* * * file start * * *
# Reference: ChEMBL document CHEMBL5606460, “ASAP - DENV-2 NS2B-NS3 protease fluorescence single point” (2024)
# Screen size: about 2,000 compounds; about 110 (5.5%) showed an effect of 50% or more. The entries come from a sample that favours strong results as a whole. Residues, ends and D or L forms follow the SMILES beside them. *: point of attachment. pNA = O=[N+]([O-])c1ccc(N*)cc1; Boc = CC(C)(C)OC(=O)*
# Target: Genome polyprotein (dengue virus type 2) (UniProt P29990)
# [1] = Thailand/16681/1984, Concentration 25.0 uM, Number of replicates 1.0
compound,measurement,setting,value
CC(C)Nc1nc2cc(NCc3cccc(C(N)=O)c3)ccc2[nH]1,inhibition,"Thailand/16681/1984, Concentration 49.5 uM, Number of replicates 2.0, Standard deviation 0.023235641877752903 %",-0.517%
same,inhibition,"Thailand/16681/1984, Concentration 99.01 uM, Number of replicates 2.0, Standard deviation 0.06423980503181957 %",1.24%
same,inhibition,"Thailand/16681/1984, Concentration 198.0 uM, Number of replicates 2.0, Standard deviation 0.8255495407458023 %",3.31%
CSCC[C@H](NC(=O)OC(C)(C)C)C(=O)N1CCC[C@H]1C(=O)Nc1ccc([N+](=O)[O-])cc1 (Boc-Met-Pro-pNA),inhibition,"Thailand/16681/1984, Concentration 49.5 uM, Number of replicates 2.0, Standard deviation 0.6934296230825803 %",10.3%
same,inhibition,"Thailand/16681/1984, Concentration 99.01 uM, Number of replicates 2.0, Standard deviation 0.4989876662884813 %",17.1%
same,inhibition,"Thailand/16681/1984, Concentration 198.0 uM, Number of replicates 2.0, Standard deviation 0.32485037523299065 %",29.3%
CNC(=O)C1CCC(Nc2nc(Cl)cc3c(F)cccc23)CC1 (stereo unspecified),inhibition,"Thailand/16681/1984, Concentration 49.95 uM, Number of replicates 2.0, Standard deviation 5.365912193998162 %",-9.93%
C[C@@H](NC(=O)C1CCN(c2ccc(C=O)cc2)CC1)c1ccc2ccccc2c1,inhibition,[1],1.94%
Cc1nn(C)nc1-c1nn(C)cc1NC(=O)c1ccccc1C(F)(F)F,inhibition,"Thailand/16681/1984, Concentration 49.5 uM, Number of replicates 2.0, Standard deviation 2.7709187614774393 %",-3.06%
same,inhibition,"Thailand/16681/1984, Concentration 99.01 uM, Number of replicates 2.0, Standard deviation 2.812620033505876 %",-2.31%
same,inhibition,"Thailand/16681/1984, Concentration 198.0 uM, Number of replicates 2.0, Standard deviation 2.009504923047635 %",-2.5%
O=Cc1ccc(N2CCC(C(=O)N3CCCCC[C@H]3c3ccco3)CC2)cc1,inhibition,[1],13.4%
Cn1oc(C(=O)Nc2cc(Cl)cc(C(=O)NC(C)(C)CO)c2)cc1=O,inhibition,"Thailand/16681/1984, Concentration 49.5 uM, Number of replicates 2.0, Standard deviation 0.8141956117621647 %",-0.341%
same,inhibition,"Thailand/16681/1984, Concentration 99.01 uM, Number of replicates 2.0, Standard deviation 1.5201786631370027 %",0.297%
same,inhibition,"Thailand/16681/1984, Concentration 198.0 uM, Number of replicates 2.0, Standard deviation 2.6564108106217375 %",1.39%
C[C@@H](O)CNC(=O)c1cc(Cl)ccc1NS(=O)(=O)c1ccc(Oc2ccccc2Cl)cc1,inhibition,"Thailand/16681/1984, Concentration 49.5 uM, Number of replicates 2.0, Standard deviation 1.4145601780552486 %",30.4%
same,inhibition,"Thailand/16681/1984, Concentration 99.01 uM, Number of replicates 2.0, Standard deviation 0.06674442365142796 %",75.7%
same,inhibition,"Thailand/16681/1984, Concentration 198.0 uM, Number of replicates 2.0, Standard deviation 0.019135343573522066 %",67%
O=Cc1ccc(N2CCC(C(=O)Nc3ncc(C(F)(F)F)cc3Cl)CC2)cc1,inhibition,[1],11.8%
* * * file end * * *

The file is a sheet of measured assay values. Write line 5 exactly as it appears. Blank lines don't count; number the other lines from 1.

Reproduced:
compound,measurement,setting,value